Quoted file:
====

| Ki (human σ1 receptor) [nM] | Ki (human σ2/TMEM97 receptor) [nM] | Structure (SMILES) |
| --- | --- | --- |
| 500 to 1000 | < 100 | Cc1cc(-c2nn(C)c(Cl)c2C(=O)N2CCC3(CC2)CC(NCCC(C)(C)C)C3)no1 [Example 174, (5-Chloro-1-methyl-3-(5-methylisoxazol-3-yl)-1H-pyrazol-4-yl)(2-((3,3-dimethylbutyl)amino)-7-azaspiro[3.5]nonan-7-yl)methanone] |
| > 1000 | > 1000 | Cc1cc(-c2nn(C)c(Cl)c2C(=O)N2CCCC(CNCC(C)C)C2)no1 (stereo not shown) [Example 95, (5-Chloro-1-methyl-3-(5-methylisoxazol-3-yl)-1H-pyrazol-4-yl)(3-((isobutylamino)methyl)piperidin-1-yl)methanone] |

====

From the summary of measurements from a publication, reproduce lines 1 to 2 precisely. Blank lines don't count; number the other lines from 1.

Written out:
| Ki (human σ1 receptor) [nM] | Ki (human σ2/TMEM97 receptor) [nM] | Structure (SMILES) |
| --- | --- | --- |